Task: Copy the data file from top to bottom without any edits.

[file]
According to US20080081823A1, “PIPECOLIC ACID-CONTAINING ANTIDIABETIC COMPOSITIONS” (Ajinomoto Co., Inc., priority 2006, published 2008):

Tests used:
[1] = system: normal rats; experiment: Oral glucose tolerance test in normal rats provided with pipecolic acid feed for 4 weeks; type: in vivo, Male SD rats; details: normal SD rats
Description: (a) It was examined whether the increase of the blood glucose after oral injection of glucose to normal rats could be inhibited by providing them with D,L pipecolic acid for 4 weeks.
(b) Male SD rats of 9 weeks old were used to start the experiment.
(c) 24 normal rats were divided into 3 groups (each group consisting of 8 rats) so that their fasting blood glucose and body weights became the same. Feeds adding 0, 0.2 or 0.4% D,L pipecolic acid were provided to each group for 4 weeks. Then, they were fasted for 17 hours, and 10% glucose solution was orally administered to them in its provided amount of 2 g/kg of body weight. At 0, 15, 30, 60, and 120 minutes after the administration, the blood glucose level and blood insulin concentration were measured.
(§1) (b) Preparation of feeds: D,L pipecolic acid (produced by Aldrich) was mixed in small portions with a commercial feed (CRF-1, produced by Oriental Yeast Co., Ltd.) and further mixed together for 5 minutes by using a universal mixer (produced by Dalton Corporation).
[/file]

According to US20080081823A1, “PIPECOLIC ACID-CONTAINING ANTIDIABETIC COMPOSITIONS” (Ajinomoto Co., Inc., priority 2006, published 2008):

Tests used:
[1] = system: normal rats; experiment: Oral glucose tolerance test in normal rats provided with pipecolic acid feed for 4 weeks; type: in vivo, Male SD rats; details: normal SD rats
Description: (a) It was examined whether the increase of the blood glucose after oral injection of glucose to normal rats could be inhibited by providing them with D,L pipecolic acid for 4 weeks.
(b) Male SD rats of 9 weeks old were used to start the experiment.
(c) 24 normal rats were divided into 3 groups (each group consisting of 8 rats) so that their fasting blood glucose and body weights became the same. Feeds adding 0, 0.2 or 0.4% D,L pipecolic acid were provided to each group for 4 weeks. Then, they were fasted for 17 hours, and 10% glucose solution was orally administered to them in its provided amount of 2 g/kg of body weight. At 0, 15, 30, 60, and 120 minutes after the administration, the blood glucose level and blood insulin concentration were measured.
(§1) (b) Preparation of feeds: D,L pipecolic acid (produced by Aldrich) was mixed in small portions with a commercial feed (CRF-1, produced by Oriental Yeast Co., Ltd.) and further mixed together for 5 minutes by using a universal mixer (produced by Dalton Corporation).